MADRID - Spain's professional football league (LFP) has threatened to call a strike if the government does not agree to its demands for a share of betting revenue and guarantee the money it gets from lottery earnings.
Spain's Socialist administration is preparing legislation on betting and the LFP, which groups the nation's professional clubs, said after a meeting in Madrid it was unhappy with the draft proposals.
"If there is no agreement, a stoppage is a possibility and at the moment nothing is ruled out," LFP secretary general Carlos del Campo was quoted as saying in local media.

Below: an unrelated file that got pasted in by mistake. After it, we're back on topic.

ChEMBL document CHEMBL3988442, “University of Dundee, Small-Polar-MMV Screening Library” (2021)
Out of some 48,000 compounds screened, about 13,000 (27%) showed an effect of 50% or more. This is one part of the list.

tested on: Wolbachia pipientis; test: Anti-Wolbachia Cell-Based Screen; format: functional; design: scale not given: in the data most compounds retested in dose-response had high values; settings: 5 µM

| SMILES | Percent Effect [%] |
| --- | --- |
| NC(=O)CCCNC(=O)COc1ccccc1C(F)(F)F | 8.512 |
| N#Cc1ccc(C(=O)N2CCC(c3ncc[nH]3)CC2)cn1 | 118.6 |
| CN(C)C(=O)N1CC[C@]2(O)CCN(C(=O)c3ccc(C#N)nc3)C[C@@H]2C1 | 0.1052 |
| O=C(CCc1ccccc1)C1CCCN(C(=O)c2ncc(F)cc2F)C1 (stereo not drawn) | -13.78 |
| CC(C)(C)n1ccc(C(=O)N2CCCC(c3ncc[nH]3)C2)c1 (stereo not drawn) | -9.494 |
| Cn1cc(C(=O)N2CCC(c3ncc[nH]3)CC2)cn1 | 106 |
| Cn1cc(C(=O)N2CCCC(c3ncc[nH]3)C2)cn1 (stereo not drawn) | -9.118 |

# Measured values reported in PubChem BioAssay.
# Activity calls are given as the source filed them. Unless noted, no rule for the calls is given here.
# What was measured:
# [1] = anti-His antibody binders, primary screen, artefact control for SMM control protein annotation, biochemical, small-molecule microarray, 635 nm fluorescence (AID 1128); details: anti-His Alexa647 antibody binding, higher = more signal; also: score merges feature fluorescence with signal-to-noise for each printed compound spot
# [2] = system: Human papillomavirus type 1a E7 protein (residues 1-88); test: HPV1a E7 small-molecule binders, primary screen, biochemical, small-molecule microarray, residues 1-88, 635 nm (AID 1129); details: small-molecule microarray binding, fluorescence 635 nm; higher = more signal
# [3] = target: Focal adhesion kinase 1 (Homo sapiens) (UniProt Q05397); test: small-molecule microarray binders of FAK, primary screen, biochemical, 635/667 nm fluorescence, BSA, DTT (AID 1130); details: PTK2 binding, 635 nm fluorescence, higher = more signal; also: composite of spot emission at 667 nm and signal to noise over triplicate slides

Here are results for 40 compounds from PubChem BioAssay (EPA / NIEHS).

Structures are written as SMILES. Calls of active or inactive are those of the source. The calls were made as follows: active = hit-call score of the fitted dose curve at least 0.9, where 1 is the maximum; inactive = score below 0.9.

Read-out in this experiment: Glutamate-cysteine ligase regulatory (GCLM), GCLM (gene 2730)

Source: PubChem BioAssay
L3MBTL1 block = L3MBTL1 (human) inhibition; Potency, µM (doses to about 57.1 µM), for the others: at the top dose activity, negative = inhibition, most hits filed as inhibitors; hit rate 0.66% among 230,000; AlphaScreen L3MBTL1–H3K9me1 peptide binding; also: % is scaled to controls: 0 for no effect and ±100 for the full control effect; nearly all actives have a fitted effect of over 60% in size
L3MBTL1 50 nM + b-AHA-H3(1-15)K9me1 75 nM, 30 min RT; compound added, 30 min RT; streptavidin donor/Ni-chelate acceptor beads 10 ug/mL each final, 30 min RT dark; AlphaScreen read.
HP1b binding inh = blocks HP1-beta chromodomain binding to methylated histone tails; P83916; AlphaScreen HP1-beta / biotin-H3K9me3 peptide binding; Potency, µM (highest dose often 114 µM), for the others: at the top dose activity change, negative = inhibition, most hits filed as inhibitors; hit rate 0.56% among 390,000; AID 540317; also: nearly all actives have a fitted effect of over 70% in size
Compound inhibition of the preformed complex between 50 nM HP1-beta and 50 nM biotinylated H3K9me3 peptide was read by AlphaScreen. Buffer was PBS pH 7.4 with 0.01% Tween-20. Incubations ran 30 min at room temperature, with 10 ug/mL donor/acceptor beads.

In a statement, the LFP said the draft law made no mention of giving the organisers of competitions that attracted bets, such as La Liga, a share of the cash the industry generated.
In addition, there was no guarantee that the system of allocating a share of lottery revenue to football would be maintained in its current form, the statement added.
The LFP is also unhappy with a rule in Spain that says one La Liga match per weekend must be shown for free on television.